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The perception of fearful and happy facial expression is modulated by anxiety: an event-related potential study.
Neurosci Lett. 2005 Mar 29; 377(2):115-20.NL

Abstract

Anxiety is supposed to interfere with cognitive and emotional processing and high level of trait-anxiety has been associated with an attentional bias for fearful faces, even in sub-clinical anxiety. On the basis of the Spielberger State and Trait Anxiety Inventory (STAI), twenty students were grouped as low vs. high anxious. Pictures from the Ekman and Friesen series were used in an event-related potentials study to investigate the neurophysiological correlates of the emotional processing of fear and happiness in sub-clinical anxiety. Subjects were confronted with a visual oddball design, in which they had to detect, as quickly as possible, deviant happy or fearful faces amongst a train of standard stimuli (neutral faces). Anxiety does not modify early perceptual (N100, P100, N170, VPP) or attentional (N2b) component, but later components are affected. Indeed, high anxious subjects are faster to detect deviant faces as suggested by earlier reaction times and P3b component. However, they show a reduced ability to process the emotional content of faces, this deficit being indexed by a decreased N300 component. Indeed, N300 is supposed to be particularly sensitive to affective features of stimuli rather than to physical characteristics. We propose that the earlier P3b observed in high anxious subjects could be interpreted as a way to overcome the deficient emotional appraisal by a more salient conscious processing.

Authors+Show Affiliations

Catholic University of Louvain-la-Neuve, Cognitive Neuroscience Unit (NESC), Faculté de Psychologie, Place du Cardinal Mercier, 10, B-1348 Louvain-la-Neuve, Belgium. Mandy.Rossignol@psp.ucl.ac.beNo affiliation info availableNo affiliation info availableNo affiliation info availableNo affiliation info available

Pub Type(s)

Comparative Study
Journal Article
Research Support, Non-U.S. Gov't

Language

eng

PubMed ID

15740848

Citation

Rossignol, M, et al. "The Perception of Fearful and Happy Facial Expression Is Modulated By Anxiety: an Event-related Potential Study." Neuroscience Letters, vol. 377, no. 2, 2005, pp. 115-20.
Rossignol M, Philippot P, Douilliez C, et al. The perception of fearful and happy facial expression is modulated by anxiety: an event-related potential study. Neurosci Lett. 2005;377(2):115-20.
Rossignol, M., Philippot, P., Douilliez, C., Crommelinck, M., & Campanella, S. (2005). The perception of fearful and happy facial expression is modulated by anxiety: an event-related potential study. Neuroscience Letters, 377(2), 115-20.
Rossignol M, et al. The Perception of Fearful and Happy Facial Expression Is Modulated By Anxiety: an Event-related Potential Study. Neurosci Lett. 2005 Mar 29;377(2):115-20. PubMed PMID: 15740848.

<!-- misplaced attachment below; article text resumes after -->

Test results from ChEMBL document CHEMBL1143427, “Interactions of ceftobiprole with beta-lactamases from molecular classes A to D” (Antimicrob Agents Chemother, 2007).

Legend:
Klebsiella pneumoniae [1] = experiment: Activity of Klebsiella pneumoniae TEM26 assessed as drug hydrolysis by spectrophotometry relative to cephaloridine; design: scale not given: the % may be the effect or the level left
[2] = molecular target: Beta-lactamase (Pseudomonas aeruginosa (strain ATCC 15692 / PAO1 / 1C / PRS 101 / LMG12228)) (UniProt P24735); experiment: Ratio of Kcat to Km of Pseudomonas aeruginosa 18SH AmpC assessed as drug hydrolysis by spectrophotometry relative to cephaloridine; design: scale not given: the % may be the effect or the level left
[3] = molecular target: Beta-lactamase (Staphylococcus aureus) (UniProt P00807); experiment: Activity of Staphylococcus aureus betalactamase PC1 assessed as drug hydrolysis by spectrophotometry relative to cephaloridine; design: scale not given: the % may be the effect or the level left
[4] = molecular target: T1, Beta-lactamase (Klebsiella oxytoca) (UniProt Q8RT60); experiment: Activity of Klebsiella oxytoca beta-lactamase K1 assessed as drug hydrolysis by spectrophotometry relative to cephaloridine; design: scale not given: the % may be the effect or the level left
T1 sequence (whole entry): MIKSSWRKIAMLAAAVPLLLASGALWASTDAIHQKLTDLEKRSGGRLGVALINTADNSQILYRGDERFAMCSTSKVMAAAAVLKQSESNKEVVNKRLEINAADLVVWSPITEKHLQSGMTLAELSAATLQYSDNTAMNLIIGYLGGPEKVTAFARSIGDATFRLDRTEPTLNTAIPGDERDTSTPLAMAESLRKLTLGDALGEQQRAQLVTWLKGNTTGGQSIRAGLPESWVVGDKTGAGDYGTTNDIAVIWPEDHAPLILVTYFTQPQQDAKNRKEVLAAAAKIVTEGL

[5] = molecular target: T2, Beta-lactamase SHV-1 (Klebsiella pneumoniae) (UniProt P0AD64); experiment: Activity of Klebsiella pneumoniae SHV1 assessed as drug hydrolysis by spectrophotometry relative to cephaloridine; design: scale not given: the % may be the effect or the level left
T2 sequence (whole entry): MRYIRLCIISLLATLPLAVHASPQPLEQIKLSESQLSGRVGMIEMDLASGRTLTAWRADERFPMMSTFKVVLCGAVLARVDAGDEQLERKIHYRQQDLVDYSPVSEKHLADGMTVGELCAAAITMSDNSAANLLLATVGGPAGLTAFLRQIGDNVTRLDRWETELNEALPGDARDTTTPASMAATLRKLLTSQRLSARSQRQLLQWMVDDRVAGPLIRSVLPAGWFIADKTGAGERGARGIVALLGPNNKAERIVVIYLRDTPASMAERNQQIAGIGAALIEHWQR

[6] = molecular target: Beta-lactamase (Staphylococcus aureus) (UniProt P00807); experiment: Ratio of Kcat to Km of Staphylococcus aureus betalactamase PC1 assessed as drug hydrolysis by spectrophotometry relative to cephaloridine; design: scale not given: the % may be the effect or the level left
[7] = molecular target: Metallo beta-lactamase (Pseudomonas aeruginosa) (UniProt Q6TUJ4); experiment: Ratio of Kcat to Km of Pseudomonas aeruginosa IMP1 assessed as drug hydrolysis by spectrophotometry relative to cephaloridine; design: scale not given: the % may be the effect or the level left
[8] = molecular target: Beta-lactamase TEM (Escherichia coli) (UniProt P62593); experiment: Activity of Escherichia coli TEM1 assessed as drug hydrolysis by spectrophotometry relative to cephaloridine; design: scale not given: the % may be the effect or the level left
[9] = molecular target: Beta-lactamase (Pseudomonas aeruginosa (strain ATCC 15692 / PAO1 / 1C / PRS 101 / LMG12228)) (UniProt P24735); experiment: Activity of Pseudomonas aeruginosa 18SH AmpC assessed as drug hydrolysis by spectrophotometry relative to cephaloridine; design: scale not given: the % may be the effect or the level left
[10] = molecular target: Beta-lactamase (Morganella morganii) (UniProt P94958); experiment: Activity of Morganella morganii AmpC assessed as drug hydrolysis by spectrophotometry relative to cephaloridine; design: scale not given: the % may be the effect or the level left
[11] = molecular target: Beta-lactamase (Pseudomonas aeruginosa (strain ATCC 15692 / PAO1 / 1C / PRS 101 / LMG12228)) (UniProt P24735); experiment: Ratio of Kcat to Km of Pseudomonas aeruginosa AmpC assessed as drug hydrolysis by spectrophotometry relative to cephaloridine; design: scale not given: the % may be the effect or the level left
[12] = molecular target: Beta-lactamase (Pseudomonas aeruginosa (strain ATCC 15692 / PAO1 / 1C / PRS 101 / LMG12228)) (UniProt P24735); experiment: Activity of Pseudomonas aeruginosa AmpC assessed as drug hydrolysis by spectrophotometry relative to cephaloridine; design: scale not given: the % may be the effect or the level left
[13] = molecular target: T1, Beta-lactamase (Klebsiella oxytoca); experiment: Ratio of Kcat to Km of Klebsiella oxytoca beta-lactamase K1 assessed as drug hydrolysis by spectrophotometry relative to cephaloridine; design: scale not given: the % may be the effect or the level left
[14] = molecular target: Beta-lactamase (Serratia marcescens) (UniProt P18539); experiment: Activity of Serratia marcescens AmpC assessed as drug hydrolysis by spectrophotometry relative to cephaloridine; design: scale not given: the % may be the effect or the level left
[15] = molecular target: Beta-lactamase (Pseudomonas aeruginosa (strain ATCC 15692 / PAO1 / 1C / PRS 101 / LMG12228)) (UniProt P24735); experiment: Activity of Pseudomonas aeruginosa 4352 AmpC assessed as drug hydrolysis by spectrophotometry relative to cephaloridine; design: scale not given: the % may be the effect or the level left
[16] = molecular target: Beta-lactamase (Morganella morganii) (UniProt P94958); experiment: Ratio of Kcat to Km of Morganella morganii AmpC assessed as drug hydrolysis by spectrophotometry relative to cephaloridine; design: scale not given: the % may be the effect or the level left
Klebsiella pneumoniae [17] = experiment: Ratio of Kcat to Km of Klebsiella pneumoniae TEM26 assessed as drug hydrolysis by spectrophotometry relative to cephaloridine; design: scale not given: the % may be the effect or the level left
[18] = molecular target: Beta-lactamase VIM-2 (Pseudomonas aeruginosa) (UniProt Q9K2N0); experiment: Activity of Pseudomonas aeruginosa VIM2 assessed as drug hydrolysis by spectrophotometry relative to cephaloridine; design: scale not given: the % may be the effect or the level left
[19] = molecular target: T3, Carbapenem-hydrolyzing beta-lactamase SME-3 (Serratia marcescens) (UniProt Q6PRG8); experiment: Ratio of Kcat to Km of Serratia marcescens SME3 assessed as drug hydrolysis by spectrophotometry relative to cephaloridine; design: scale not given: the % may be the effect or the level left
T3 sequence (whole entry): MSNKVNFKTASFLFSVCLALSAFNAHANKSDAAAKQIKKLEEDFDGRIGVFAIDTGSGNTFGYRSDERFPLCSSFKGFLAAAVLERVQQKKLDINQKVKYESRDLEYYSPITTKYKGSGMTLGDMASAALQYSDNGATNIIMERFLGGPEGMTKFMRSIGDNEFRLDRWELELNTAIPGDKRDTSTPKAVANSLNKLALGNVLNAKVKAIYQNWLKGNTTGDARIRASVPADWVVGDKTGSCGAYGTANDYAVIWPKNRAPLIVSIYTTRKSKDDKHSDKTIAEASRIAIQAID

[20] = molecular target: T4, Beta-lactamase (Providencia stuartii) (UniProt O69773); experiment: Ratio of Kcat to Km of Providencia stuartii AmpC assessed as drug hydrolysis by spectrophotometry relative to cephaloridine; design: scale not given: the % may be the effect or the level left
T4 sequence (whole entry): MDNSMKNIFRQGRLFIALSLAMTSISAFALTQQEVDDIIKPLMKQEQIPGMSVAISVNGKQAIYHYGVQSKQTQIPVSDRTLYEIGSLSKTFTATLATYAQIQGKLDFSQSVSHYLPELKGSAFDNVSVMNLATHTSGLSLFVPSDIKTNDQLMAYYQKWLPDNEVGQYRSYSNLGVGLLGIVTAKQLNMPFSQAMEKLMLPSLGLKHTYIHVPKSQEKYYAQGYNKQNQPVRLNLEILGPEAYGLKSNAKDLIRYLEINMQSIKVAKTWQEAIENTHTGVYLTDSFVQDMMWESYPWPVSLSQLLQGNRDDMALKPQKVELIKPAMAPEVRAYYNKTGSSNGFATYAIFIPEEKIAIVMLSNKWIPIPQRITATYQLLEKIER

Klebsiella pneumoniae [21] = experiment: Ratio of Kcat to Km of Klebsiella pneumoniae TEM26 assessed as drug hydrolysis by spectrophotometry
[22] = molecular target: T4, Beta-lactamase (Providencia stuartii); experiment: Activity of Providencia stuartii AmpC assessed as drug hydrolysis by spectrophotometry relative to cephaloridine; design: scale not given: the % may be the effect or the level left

* Article titles in AMA citation format should be in sentence-case
TY - JOUR T1 - The perception of fearful and happy facial expression is modulated by anxiety: an event-related potential study. AU - Rossignol,M, AU - Philippot,P, AU - Douilliez,C, AU - Crommelinck,M, AU - Campanella,S, Y1 - 2005/01/01/ PY - 2004/10/07/received PY - 2004/11/24/revised PY - 2004/11/24/accepted PY - 2005/3/3/pubmed PY - 2005/5/4/medline PY - 2005/3/3/entrez SP - 115 EP - 20 JF - Neuroscience letters JO - Neurosci Lett VL - 377 IS - 2 N2 - Anxiety is supposed to interfere with cognitive and emotional processing and high level of trait-anxiety has been associated with an attentional bias for fearful faces, even in sub-clinical anxiety. On the basis of the Spielberger State and Trait Anxiety Inventory (STAI), twenty students were grouped as low vs. high anxious. Pictures from the Ekman and Friesen series were used in an event-related potentials study to investigate the neurophysiological correlates of the emotional processing of fear and happiness in sub-clinical anxiety. Subjects were confronted with a visual oddball design, in which they had to detect, as quickly as possible, deviant happy or fearful faces amongst a train of standard stimuli (neutral faces). Anxiety does not modify early perceptual (N100, P100, N170, VPP) or attentional (N2b) component, but later components are affected. Indeed, high anxious subjects are faster to detect deviant faces as suggested by earlier reaction times and P3b component. However, they show a reduced ability to process the emotional content of faces, this deficit being indexed by a decreased N300 component. Indeed, N300 is supposed to be particularly sensitive to affective features of stimuli rather than to physical characteristics. We propose that the earlier P3b observed in high anxious subjects could be interpreted as a way to overcome the deficient emotional appraisal by a more salient conscious processing. SN - 0304-3940 UR - https://www.unboundmedicine.com/medline/citation/15740848/The_perception_of_fearful_and_happy_facial_expression_is_modulated_by_anxiety:_an_event_related_potential_study_ L2 - https://linkinghub.elsevier.com/retrieve/pii/S0304-3940(04)01495-8 DB - PRIME DP - Unbound Medicine ER -